Healing Help 34

Who’s Got Your Back?

Share each other’s burdens, and in this way obey the law of Christ.

Galatians 6:2 NLT

Epaphras, who is one of you and a servant of Christ Jesus, sends greetings. He is always wrestling in prayer for you, that you may stand firm in all the will of God, mature and fully assured.

Colossians 4:12 NIV

When I was in college, I took a job at a state psychiatric hospital. It was quite an experience for a 20 year old man-boy. My supervisor was a nurse who had worked there for many years, and eventually became the director of nursing. I was a long-haired, kind of insolent kid who knew little, but was happy to share what I thought. One day, one of the physicians took offense at something I said. He yelled and called me names, and I figured I was about to lose my job. Instead, my supervisor got between us. She informed him that I didn’t work for him, but that I was employed by the nursing department. She told him in no uncertain terms that if he had a problem with me, he should speak to her. He looked shocked, then just walked away.

After the confrontation, my intercessor took me to her office, closed the door and told me emphatically that I was wrong, and that she wouldn’t tolerate that kind of disrespect from staff toward the physician, or from the physician toward her staff. I was dumbfounded. She stood up for me even though I was wrong, then corrected me in private so I was not shamed in front of my co-workers or the patients. The offence that I committed is long forgotten, but after more than 50 years I still remember what loyalty and integrity in a leader looks like. (It was a rare thing then, and it still is.) I would have stormed a machine-gun nest with a pitchfork for that woman. She had my back.

In our search for the places where we have holes in our doctrine and practice of divine healing, we’ve come a very long way. We’ve explored how to put on our new identity as children of God. We spent time finding things that might be lacking in our understanding of faith. Now we are talking about the importance of being part of a community of believers. We need each other. I believe that what we are about to look at is the number one issue in our modern faith-world that prevents us from enjoying the full benefit of what God wants for us. That issue is covering one another in covenant based prayer.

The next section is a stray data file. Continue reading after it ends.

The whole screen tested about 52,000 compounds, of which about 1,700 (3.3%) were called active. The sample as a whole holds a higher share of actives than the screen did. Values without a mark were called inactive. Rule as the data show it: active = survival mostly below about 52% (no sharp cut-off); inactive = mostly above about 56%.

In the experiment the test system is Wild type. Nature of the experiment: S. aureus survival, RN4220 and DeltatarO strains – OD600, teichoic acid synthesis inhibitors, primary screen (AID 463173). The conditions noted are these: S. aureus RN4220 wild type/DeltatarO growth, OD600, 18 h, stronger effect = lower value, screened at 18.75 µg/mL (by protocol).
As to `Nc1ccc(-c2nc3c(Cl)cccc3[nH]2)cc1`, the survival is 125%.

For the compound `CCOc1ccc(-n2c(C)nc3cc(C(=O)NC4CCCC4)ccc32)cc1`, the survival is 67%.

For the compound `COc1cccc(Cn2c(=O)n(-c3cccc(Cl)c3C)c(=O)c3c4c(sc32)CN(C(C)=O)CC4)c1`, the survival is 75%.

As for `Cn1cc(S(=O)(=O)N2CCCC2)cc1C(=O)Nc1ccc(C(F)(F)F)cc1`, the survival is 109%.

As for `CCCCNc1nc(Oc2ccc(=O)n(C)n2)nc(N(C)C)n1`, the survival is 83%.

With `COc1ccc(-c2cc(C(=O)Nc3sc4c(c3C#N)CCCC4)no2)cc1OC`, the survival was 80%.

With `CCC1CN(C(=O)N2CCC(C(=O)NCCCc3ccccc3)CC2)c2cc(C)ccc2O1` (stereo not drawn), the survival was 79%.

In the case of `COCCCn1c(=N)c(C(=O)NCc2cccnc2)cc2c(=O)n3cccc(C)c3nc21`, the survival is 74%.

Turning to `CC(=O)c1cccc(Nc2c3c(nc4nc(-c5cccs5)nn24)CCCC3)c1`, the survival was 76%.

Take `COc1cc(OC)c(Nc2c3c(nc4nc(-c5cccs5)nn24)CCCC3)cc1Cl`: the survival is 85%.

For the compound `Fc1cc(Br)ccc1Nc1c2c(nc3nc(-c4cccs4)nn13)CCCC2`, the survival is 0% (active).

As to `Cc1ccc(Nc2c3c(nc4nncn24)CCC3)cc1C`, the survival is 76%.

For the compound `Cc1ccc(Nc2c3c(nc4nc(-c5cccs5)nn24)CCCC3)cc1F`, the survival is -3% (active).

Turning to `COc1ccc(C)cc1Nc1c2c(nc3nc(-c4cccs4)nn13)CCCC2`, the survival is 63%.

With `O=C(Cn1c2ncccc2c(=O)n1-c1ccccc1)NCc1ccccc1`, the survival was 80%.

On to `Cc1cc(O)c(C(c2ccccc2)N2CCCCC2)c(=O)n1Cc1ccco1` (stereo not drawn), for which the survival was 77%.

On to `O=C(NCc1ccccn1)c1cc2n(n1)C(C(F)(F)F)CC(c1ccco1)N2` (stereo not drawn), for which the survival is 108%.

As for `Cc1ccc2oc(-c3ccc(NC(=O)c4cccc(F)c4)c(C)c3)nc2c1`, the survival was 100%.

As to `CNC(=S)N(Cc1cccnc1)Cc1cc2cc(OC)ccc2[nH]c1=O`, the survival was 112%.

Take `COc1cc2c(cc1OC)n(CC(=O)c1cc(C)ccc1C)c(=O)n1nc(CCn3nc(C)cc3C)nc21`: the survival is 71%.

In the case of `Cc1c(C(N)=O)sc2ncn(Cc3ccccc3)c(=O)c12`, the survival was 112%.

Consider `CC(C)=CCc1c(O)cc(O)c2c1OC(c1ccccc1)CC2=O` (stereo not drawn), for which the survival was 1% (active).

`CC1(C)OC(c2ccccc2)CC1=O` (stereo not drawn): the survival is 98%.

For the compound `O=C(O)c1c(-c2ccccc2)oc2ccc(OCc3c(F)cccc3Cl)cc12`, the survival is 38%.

In the verse from Colossians above, we see Paul referring to a man named Epaphras. This guy was apparently a man Paul had great confidence in. He refers to him as a fellow servant who both preached the Gospel to the Colossians and reported to Paul about their spiritual growth (Colossians 1:7-8). In Philemon 23, we find that Epaphras was at some point with Paul in prison. Paul’s reference to Epaphras in Colossians 4:12 tells us a good deal about how we could be praying for one another.

  1. There is power in connection. Paul specifically says that Epaphras is “one of you.” He was a native of Colossae and part of that Church community. That’s the “you” to whom this letter is addressed. (Colossians 1:2) As we get a better grasp of the responsibility and authority of covenant relationships, we will see the importance of praying for those to whom we are connected.
  2. There is a prayer that is ongoing. Paul used the term pántote (Gr.) It means always or ever. This guy was constantly praying for the people in his home church. As we learn more about this kind of praying, we’ll find out how to more effectively cover our covenant friends with prayer that actually helps. We want to have their back.